Never Try to Teach a Pig to Sing
Still More Urban Folklore from the Paperwork Empire
Carl R. Pagter
Pages: 436 Size: 6x9
“...in this book, the world grows fiery with many other births, in consciousness and in the flesh, seen and said.”
— Jean Valentine
Never Try to Teach a Pig to Sing documents the thriving folklore tradition that circulates in the workplace. Alan Dundes and Carl Pagter have collected more than two hundred and fifty "signs of the times"—the office memoranda, parodies, cartoons, and poems that daily make their way through copy machines, interoffice mail systems, and fax machines and are affixed to bulletin boards and water coolers. The rich vein of urban folklore tapped by this imaginative volume constitutes a great testament to one of the world's most prolific authors—anonymous.
The popularity of the items featured in this timely book is apparent by their reproduction in mass or popular cultural form—as greeting cards, plaques, and bumper stickers—reminding us of the inevitable interplay between folklore and mass culture. Dundes and Pagter clearly demonstrate the existence of folklore in the modern urban technological world and refute the notion that folklore reflects only the past.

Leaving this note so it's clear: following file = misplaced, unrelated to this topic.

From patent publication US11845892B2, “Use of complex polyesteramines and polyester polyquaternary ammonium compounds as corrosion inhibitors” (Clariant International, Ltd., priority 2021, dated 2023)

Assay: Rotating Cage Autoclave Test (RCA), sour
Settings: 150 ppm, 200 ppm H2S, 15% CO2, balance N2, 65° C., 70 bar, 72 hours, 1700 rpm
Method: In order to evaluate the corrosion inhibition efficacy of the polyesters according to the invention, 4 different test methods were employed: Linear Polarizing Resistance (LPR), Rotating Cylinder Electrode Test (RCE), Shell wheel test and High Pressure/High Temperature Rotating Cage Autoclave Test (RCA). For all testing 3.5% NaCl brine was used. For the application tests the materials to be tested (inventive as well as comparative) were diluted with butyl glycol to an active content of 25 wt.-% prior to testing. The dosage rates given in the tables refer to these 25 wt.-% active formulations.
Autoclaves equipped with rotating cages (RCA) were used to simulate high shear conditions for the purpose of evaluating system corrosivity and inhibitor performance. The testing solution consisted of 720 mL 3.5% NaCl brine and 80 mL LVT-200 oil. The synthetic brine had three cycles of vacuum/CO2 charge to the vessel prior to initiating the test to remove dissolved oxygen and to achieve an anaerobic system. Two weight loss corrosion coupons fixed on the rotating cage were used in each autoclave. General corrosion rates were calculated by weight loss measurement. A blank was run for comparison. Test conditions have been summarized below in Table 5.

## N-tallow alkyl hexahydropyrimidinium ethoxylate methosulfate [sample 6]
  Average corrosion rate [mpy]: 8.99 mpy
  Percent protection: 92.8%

Never Night is a hymn to life, a meditation on day and night, on the seasons, on nature and on love. Alaska may be real chilly in the winter but these beautiful poems are more than warm. Apparently poetry can change climate.
– Adam Zagajewski, is a Polish poet, novelist, translator and essayist
Derick Burleson is a thoughtful and deeply observant poet, who has travelled far: to Rwanda, from where he wrote his first book, and in this book, to Oklahoma, Montana, and the Alaskan interior, never night and endless night. In the endless night, his prophet says '. . . And the world will grow/ rife with strange green fire'-and in this book, the world grows fiery with many other births, in consciousness and in the flesh, seen and said.
– Jean Valentine, is an American poet, and was the New York State Poet (2008?2010)